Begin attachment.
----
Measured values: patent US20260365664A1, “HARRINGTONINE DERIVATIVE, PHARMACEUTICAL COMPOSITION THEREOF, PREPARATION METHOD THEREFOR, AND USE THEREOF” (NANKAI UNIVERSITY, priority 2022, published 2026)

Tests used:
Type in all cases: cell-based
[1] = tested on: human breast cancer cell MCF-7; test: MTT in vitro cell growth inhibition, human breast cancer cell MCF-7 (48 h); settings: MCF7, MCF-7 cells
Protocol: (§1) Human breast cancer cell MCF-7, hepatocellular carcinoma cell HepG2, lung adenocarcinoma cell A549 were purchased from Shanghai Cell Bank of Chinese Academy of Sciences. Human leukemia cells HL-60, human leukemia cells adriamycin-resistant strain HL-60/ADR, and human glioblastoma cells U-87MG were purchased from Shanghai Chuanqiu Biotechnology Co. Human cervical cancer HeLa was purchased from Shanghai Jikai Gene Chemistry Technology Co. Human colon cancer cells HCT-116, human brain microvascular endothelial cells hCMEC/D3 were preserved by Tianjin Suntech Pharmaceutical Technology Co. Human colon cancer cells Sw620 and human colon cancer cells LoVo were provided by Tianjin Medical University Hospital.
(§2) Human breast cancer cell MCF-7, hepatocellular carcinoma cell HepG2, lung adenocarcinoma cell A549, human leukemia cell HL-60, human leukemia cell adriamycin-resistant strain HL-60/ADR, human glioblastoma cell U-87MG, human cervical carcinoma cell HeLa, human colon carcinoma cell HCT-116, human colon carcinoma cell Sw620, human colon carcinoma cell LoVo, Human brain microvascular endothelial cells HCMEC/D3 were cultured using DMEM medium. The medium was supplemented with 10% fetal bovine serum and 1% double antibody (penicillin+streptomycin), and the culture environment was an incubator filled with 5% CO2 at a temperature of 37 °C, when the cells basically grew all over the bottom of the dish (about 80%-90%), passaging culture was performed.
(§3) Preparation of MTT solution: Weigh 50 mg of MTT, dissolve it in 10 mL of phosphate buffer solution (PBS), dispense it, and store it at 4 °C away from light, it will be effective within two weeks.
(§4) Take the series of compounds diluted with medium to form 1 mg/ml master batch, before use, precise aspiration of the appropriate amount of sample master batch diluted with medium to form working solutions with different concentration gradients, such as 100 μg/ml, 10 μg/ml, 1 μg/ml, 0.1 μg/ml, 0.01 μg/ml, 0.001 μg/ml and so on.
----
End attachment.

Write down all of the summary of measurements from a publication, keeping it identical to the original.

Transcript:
Measured values: patent US20260365664A1, “HARRINGTONINE DERIVATIVE, PHARMACEUTICAL COMPOSITION THEREOF, PREPARATION METHOD THEREFOR, AND USE THEREOF” (NANKAI UNIVERSITY, priority 2022, published 2026)

Tests used:
Type in all cases: cell-based
[1] = tested on: human breast cancer cell MCF-7; test: MTT in vitro cell growth inhibition, human breast cancer cell MCF-7 (48 h); settings: MCF7, MCF-7 cells
Protocol: (§1) Human breast cancer cell MCF-7, hepatocellular carcinoma cell HepG2, lung adenocarcinoma cell A549 were purchased from Shanghai Cell Bank of Chinese Academy of Sciences. Human leukemia cells HL-60, human leukemia cells adriamycin-resistant strain HL-60/ADR, and human glioblastoma cells U-87MG were purchased from Shanghai Chuanqiu Biotechnology Co. Human cervical cancer HeLa was purchased from Shanghai Jikai Gene Chemistry Technology Co. Human colon cancer cells HCT-116, human brain microvascular endothelial cells hCMEC/D3 were preserved by Tianjin Suntech Pharmaceutical Technology Co. Human colon cancer cells Sw620 and human colon cancer cells LoVo were provided by Tianjin Medical University Hospital.
(§2) Human breast cancer cell MCF-7, hepatocellular carcinoma cell HepG2, lung adenocarcinoma cell A549, human leukemia cell HL-60, human leukemia cell adriamycin-resistant strain HL-60/ADR, human glioblastoma cell U-87MG, human cervical carcinoma cell HeLa, human colon carcinoma cell HCT-116, human colon carcinoma cell Sw620, human colon carcinoma cell LoVo, Human brain microvascular endothelial cells HCMEC/D3 were cultured using DMEM medium. The medium was supplemented with 10% fetal bovine serum and 1% double antibody (penicillin+streptomycin), and the culture environment was an incubator filled with 5% CO2 at a temperature of 37 °C, when the cells basically grew all over the bottom of the dish (about 80%-90%), passaging culture was performed.
(§3) Preparation of MTT solution: Weigh 50 mg of MTT, dissolve it in 10 mL of phosphate buffer solution (PBS), dispense it, and store it at 4 °C away from light, it will be effective within two weeks.
(§4) Take the series of compounds diluted with medium to form 1 mg/ml master batch, before use, precise aspiration of the appropriate amount of sample master batch diluted with medium to form working solutions with different concentration gradients, such as 100 μg/ml, 10 μg/ml, 1 μg/ml, 0.1 μg/ml, 0.01 μg/ml, 0.001 μg/ml and so on.